An English Dolby Digital Surround 5.1 track is, aside from the commentary, the only audio option offered. One aspect to the film’s credit is that, after a couple of early attempts, it doesn’t usually go for cheap scares. As such, the audio is made less important since abrupt changes in volume or music cues are rare. An atmospheric score never overpowers, but neither does it make much impact. Where The Ruins really needs an aural boost is its treatment of the almost white noise coming from nature. I’d hoped for the rear speakers to place the viewer right in the middle of that uncomfortable situation, but it doesn’t really happen that way. The dedicated rear channel sounds are audible at times. They simply don’t make the necessary impact. Dialogue is easily understood except when the characters speak in low, whisperlike voices, which had me reaching for the volume and even the subtitles option. English, French, and Spanish subtitles are available, and they are golden yellow in colour.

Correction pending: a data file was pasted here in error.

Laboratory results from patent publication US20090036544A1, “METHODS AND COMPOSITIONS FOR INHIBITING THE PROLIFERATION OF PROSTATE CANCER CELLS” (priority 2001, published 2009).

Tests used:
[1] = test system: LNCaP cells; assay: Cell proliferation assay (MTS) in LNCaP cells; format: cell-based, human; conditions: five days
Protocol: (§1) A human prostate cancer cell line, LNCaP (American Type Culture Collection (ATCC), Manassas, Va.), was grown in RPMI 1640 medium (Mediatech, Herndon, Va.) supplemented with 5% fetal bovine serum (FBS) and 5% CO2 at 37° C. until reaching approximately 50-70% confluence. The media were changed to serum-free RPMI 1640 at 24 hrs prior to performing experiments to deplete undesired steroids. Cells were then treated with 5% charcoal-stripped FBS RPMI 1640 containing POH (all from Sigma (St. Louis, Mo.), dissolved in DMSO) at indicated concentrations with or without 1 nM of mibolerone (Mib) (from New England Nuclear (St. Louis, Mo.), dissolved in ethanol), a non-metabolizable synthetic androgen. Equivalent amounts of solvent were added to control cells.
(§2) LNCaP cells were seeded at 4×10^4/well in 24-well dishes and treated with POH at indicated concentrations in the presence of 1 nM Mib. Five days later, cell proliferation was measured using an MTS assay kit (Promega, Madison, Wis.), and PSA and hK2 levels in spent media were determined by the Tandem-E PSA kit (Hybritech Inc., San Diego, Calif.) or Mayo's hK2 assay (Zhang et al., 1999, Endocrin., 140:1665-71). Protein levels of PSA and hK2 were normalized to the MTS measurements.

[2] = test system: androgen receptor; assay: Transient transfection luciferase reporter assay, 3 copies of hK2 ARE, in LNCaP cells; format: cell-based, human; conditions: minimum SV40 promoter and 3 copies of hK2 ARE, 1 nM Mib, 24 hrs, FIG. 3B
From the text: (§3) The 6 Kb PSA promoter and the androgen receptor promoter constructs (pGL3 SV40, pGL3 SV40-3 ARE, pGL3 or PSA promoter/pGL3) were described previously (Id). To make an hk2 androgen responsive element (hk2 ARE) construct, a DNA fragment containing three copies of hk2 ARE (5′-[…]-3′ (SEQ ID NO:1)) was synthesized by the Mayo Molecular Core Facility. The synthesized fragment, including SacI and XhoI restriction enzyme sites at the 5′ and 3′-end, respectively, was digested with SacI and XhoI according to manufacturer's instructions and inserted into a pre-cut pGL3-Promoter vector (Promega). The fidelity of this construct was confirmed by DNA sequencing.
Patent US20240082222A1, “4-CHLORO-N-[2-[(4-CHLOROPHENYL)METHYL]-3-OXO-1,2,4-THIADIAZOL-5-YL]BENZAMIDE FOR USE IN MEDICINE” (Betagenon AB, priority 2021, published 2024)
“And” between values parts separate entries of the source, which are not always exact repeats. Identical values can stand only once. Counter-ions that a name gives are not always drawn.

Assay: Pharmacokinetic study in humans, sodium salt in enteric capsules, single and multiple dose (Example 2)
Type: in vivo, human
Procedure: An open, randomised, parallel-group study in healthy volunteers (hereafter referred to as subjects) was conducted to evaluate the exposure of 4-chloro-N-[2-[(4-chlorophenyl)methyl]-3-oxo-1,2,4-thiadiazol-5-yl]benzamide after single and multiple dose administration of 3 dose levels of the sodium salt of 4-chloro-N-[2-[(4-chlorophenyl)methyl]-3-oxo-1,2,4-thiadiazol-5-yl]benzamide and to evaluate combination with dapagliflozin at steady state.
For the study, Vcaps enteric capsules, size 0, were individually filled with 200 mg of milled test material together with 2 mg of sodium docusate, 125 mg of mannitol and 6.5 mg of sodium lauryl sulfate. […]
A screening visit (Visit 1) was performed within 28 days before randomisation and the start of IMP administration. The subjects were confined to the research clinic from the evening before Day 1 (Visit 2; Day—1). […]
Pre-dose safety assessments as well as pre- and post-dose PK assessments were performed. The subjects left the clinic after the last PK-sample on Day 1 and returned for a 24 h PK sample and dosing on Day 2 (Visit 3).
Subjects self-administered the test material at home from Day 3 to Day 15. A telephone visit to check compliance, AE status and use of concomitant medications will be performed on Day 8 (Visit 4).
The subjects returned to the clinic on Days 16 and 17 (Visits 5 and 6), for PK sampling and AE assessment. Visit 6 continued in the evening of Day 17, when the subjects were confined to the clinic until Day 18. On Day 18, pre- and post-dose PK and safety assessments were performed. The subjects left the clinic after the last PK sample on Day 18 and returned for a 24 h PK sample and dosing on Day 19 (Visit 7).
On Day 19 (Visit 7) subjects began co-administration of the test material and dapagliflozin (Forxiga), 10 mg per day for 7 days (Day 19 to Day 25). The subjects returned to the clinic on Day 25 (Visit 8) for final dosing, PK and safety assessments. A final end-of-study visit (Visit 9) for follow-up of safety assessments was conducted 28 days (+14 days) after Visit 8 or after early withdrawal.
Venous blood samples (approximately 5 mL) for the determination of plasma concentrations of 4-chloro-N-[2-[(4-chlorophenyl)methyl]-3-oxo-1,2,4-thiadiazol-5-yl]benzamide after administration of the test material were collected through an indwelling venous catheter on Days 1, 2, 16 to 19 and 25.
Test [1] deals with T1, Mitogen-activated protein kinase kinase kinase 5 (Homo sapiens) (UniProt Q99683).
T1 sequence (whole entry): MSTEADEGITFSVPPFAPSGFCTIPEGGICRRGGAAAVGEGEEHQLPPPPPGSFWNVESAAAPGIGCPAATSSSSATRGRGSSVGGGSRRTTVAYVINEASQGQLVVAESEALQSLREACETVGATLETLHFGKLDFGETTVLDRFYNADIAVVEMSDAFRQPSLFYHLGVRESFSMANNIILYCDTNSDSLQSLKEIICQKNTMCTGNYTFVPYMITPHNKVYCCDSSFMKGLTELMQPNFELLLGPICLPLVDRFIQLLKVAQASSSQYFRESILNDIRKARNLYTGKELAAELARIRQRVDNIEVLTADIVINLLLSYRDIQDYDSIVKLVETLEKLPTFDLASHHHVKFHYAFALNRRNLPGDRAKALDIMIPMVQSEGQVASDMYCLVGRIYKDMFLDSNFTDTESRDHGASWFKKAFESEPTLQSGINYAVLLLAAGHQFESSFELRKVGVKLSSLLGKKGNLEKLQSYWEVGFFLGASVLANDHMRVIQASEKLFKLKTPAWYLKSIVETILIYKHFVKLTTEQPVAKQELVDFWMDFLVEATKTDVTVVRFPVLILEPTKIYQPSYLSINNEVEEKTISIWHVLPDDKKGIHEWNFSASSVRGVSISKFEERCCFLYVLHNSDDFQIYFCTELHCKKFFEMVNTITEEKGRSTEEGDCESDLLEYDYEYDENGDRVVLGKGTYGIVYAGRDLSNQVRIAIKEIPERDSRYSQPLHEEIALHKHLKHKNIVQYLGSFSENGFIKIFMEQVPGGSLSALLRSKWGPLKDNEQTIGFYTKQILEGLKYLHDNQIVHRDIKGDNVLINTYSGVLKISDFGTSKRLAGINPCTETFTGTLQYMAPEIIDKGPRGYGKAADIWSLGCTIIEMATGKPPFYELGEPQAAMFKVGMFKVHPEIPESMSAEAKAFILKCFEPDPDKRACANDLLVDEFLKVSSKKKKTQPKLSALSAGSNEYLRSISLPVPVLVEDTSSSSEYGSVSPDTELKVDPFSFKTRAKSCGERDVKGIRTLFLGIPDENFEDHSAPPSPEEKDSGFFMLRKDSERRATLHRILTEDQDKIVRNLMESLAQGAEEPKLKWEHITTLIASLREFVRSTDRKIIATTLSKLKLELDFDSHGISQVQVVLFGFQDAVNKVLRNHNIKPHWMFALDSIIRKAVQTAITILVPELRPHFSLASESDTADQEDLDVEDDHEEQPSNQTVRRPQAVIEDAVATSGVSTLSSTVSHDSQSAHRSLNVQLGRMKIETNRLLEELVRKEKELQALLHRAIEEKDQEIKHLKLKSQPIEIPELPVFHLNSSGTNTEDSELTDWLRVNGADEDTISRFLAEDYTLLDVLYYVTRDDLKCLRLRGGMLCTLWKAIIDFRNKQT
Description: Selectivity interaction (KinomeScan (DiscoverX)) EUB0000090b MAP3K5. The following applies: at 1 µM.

A feature-length commentary by director Carter Smith and editor Jeff Betancourt makes for an informative and worthwhile listen. Betancourt starts out right away prodding Smith with questions and this immediately keeps things interesting. Since this was Smith’s first feature film as director, there’s also a good deal of insight into the filmmaking process that a more seasoned commentator probably wouldn’t have thought to discuss. Another thing I was glad to hear were the repeated references to the book, as it eased my mind a bit that I was unfairly comparing it to the film in my review. Moreover, Smith and Betancourt come across as frequently preferring the book themselves and sounding like they were aware of dumbing it down for audiences. This idea of making a movie to please the masses doesn’t entirely sit well and most of the decisions they discuss weaken the film, in my opinion.